New manure process unveiled at Fair Oaks

by Press release | Feb 2017
New manure process unveiled at Fair Oaks

February 2, 2017, Fair Oaks, IN – Midwestern BioAg, a Wisconsin-based company, recently unveiled a new manufacturing process that transforms dairy manure into a uniform, dry fertilizer granule that can be efficiently stored, transported and spread.

Referred to as TerraNu Nutrient Technology, the process infuses essential crop nutrients into a manure base to give more farms access to the biological benefits of manure. Products made through this process offer precision application – each granule has the same guaranteed analysis, allowing for even in-field distribution.

The fertilizers will deliver a full suite of crop nutrients, including micronutrients. The base material is made primarily of decomposed microbes from the digested manure. This biological matter is food for living soil microbes when the product is used as fertilizer; it draws nutrients into the soil life food chain, helping make them more plant available.

"This helps close a nutrient gap in farming," said Anthony Michaels, CEO of Midwestern BioAg. "A typical farm once had both crops and livestock. Today, with necessary specialization, there is a disconnect. The crops are in one place, the cows in another, and many farms miss out on the benefits of manure. We can fix that."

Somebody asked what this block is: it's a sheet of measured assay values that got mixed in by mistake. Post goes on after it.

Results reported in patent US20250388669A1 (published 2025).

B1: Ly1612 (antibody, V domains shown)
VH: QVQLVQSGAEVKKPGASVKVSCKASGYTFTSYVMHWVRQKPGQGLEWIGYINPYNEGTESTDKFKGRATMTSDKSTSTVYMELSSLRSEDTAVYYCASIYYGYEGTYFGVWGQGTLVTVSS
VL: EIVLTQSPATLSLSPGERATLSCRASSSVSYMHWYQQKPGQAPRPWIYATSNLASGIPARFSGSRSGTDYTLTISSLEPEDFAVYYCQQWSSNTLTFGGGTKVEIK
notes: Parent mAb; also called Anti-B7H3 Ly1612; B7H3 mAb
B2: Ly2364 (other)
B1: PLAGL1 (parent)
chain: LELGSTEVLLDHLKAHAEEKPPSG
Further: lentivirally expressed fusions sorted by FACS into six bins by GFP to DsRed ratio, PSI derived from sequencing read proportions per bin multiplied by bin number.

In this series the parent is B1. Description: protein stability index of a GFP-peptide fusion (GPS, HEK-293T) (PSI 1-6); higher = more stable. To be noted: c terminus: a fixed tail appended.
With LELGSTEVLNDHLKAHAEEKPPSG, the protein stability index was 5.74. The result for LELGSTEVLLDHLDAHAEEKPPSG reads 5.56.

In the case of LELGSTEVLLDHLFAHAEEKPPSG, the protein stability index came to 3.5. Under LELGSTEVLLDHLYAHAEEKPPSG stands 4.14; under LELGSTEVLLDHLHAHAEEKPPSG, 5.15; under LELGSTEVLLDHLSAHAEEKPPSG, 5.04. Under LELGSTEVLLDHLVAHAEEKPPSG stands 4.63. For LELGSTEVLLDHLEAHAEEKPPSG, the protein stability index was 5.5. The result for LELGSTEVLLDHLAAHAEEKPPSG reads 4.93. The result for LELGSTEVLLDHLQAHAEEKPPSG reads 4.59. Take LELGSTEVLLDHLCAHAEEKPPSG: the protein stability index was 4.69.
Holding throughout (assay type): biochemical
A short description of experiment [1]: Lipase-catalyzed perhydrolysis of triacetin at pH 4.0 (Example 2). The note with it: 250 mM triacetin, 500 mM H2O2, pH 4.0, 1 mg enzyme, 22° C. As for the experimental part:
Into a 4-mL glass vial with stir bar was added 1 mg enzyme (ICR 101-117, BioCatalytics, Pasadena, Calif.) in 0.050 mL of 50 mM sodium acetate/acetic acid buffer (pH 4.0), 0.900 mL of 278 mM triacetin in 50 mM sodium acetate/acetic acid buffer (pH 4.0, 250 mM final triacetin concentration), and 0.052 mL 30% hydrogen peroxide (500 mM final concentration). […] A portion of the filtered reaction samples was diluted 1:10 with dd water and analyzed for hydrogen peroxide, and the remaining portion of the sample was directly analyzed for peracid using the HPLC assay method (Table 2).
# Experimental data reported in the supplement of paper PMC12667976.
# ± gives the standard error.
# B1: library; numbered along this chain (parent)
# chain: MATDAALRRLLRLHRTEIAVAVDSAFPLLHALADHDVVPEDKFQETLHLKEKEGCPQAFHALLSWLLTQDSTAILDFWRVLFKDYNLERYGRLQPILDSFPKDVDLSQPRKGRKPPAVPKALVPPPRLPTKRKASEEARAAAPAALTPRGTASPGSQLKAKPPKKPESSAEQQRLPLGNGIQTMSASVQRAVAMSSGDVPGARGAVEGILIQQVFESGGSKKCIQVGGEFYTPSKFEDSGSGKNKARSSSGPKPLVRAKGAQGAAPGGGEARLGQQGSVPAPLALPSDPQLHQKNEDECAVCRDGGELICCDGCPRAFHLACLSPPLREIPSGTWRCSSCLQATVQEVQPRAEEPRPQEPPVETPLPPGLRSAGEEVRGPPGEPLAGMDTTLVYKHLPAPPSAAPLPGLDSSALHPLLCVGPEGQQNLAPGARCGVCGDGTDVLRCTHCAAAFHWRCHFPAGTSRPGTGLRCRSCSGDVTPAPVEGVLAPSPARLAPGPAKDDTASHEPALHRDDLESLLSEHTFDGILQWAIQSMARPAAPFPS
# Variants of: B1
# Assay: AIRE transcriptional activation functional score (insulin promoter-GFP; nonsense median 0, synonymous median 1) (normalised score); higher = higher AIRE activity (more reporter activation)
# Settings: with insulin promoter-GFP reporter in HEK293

The new manufacturing facility is located at Indiana-based Fair Oaks Farms, a collection of 12 dairies with herds totaling 36,000 milking cows. Midwestern BioAg committed to the location largely because of the farms' prior investments to maximize nutrient use and reduce environmental impacts.

"This is how it should work," said Mike McCloskey, co-founder of Fair Oaks Farms. "We don't like seeing anything go to waste. Our manure powers parts of the farm, runs a fleet of trucks and feeds many of our own crops. Now, it can provide essential nutrients for other farms. Midwestern BioAg is building on our earlier work."

The technology can help address nutrient loading challenges faced by some dairies. Because it is cumbersome and expensive to transport, cow manure rarely travels more than 10 miles from dairies. This can lead to over-application and associated water quality problems. TerraNu Nutrient Technology facilitates transfer of excess nutrients to distant farms, thereby reducing impacts to local water supplies.

Production is expected to begin in March. Three products will be available this spring: TerraNu MicroPack, TerraNu Calcium and TerraNu Ignite.

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